Hard training works in deep learning

This week, I was trying to train two deep-learning models. They are different from my previous training job: they are really hard to converge to a small ‘loss’.

The first model is about bird image classification. Previously we wrote a modified Resnet-50 model by using MXNet and could use it to reach 78% evaluation-accuracy. But after we rewrote the same model by using Tensorflow, it could only reach 50% evaluation-accuracy, which seems very weird. The first thing that in my mind is that it’s a regularization problem, so I randomly pad/crop and rotate the training images:

By data augmentation, the evaluation accuracy rise to about 60%, but still far from the result of MXNet.
Then I change the optimizer from AdamOptimizer to GradientDescentOptimizer, since my colleague tell me the AdamOptimizer is too powerful that it tends to cause overfit. And I also add ‘weight_decay’ for my Resnet-50 model. This time, the evaluation accuracy shrived to 76%. The affection of ‘weight_decay’ is significantly positive.

The second model is about object detection. We just use the example of Tensorflow’s model library. It includes many cutting-edge models to implement object detection. I just want to try SSD(Single Shot Detection) on MobileNetV2:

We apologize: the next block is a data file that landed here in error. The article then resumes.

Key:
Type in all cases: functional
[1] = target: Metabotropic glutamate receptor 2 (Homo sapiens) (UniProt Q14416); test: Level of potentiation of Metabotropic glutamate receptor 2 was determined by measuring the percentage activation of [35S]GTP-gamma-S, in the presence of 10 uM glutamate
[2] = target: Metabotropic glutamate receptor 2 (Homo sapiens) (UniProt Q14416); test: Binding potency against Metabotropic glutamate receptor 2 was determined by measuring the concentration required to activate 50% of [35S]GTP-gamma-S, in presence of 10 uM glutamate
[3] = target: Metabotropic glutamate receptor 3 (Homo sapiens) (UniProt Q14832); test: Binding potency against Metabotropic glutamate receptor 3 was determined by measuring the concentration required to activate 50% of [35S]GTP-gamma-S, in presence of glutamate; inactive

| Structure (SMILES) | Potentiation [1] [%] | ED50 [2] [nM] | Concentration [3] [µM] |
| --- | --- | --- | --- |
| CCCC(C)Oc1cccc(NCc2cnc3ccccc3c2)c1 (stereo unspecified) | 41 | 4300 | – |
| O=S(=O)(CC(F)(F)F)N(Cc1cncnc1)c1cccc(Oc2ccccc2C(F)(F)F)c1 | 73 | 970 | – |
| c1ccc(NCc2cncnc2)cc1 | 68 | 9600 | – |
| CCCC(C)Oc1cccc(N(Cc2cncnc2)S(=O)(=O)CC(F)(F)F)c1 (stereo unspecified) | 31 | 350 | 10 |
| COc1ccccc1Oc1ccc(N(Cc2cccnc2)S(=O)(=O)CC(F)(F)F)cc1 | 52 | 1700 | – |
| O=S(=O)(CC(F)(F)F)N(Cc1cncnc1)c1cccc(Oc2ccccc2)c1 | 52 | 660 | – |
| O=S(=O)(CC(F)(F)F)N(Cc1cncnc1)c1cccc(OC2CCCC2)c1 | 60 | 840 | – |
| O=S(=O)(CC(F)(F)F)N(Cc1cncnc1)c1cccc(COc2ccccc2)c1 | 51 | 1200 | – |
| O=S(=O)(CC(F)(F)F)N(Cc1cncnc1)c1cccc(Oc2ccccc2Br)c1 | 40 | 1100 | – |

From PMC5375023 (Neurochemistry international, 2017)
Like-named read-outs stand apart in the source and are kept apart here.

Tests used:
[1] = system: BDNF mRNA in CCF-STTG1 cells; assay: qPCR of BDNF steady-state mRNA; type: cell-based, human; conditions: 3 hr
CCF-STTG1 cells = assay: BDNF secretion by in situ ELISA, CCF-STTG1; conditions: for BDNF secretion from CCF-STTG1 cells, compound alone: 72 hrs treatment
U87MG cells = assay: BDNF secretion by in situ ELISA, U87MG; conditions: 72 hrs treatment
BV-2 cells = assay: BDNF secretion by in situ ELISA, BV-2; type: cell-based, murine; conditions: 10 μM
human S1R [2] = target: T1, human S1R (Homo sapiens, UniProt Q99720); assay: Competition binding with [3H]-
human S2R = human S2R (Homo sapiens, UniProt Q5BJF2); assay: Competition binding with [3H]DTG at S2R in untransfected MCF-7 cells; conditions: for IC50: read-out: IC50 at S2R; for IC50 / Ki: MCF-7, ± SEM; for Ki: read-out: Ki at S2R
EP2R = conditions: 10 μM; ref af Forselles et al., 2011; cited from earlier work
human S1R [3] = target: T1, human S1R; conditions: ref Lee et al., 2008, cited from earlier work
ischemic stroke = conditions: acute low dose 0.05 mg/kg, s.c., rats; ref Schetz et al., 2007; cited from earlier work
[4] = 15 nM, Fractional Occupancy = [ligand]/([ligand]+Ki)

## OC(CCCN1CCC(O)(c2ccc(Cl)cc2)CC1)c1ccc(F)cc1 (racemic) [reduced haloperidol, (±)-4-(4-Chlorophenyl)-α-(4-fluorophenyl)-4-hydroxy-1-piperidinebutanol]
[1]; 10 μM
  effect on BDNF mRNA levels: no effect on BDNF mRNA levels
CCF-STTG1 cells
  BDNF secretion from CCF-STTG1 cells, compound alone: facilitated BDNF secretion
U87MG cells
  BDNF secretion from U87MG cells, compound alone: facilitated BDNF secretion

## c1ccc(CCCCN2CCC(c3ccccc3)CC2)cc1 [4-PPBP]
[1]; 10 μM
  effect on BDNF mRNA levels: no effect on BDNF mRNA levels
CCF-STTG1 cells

The loss is rapidly reducing from hundreds to twelve, but stay at eleven for a very long time. The loss looks like will stay here forever. Then I begin to adjust hyper-parameters. After testing several learning rates and optimizers, the results doesn’t change at all.
Eventually, I noticed that the loss doesn’t stay forever, it WILL REDUCE AT LAST. For some tasks such as classification, its loss will converge significantly. But for other tasks such as object detection, its loss will shrink at extremely slow speed. Use AdamOptimizer and small learning rate is a better choice for this type of task.

To check abnormal loss value when training a new model

Yesterday I wrote a Tensorflow program to train CIFAR100 dataset with Resnet-50 model. But when the training begin, I saw the ‘loss’ of classification is abnormally big and didn’t reduce at all:

Firstly, I thought the code for processing dataset may be wrong. But after print out the data in console, the loading input data seems all right. Then I print all the value of tensors right after initialization of model. And these value seems correct either.
Without other choices, I began to check the initializer in Tensorflow code:

If the loss is too big, maybe I could decrease the initial value of tensors in model? Then I change ‘mean’ from ‘0’ to ‘0.1’ for ‘slim.conv2d’:

But the loss seems more crazy:

I have to change ‘mean’ and ‘stddev’ again: